Military History & Heritage Victoria

Military history and heritage is an important part of Australia’s national story. MHHV Inc. aims to encourage interest in Australian and especially Victorian military history and heritage in all of its forms; to develop and engage in activities related to its research, preservation, promotion, education and commemoration. MHHV also aims to promote the interests of its member organisations in the community at large and to promote communication and cooperation within the military history and heritage community.

What’s Coming Up

Latest News

‘Battle on 42nd Street: War in Crete and the Anzacs’ bloody last stand’ – Speaker: Dr Peter Monteath

In addressing an audience of 25, Dr Monteath explained how he had written his book largely through the eyes of several high-profile participants, particularly Johnny Peck of the Australian 2/7th Battalion.

DARK SECRETS: The True Story of Murder in HMAS Australia Speaker & author – Robert Hadler

In his presentation to an audience of 34, Robert Hadler, brought to life the tragic events surrounding to the murder, on 12 March 1942, of a lowly stoker Jack Riley by two other stokers, Ron Gordon and Ted Elias aboard HMAS Australia, the flagship of the Royal Australian Navy.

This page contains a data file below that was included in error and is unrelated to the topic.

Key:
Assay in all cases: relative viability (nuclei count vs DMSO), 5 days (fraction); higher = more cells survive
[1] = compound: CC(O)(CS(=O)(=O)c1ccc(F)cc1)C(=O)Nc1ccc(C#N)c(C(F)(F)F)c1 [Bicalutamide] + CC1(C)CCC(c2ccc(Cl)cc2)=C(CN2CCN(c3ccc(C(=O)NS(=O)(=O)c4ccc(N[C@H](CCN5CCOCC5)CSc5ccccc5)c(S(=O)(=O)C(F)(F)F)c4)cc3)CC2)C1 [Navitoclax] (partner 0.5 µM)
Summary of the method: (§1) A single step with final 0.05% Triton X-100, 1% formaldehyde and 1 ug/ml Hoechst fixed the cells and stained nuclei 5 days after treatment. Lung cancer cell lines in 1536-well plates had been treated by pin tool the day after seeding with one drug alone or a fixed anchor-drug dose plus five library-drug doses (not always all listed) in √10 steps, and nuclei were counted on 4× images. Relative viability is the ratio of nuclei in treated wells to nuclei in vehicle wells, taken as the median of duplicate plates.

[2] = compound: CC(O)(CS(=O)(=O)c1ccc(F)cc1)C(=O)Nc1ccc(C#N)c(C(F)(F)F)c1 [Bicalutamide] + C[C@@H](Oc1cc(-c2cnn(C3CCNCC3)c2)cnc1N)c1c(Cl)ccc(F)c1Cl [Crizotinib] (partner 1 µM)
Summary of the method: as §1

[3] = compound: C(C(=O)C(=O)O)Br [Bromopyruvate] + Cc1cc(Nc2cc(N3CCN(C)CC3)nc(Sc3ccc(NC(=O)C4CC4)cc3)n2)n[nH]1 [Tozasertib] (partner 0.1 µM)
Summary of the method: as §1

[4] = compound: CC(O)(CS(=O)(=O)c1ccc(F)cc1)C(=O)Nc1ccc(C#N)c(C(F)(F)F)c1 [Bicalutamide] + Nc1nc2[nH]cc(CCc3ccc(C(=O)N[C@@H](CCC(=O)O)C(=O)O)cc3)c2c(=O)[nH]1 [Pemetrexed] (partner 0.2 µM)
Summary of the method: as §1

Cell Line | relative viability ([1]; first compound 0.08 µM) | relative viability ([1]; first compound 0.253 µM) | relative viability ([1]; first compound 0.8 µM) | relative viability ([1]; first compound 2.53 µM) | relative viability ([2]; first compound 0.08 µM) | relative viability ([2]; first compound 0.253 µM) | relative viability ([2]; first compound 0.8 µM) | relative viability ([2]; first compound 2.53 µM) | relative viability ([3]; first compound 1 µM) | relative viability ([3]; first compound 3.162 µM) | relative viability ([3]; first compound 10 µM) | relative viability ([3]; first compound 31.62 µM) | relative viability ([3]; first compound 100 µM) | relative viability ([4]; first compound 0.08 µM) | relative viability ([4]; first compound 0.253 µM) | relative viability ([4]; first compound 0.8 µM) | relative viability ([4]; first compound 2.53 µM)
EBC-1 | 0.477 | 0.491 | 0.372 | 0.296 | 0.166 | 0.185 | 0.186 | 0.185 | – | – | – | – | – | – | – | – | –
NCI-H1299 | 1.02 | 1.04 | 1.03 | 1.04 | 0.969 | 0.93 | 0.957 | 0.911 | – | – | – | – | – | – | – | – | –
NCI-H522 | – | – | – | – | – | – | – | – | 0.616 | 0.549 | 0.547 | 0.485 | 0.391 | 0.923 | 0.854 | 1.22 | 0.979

Military History and Heritage Victoria Inc. Annual General Meeting Announcement

Military History and Heritage Victoria Inc. will be holding our Annual General Meeting online via Zoom.com at 1600 hours (4PM) Wednesday 7th October.

Latest Articles

Honour Denied Teddy Sheean – A Tasmanian Hero by Tom Lewis – Book Review

Tom Lewis has painstakingly documented three outstanding acts of heroism by members of the Royal Australian Navy (RAN) during the Second World War.

Vietnam vanguard – a unit history of lasting value.

Unit histories are usually written mainly for members of the unit and their descendants: only a few have lasting historical value.

The CMF and the Vietnam War

In the period leading up to Australia’s involvement in Vietnam, the Citizen Military Forces (CMF) [today’s Army Reserve] in Australia was a reasonably strong and viable force, with a mixture of younger soldiers, volunteers and 1950’s National Servicemen, strengthened by a small number of experienced former 2nd AIF, Korea and Malaya veterans.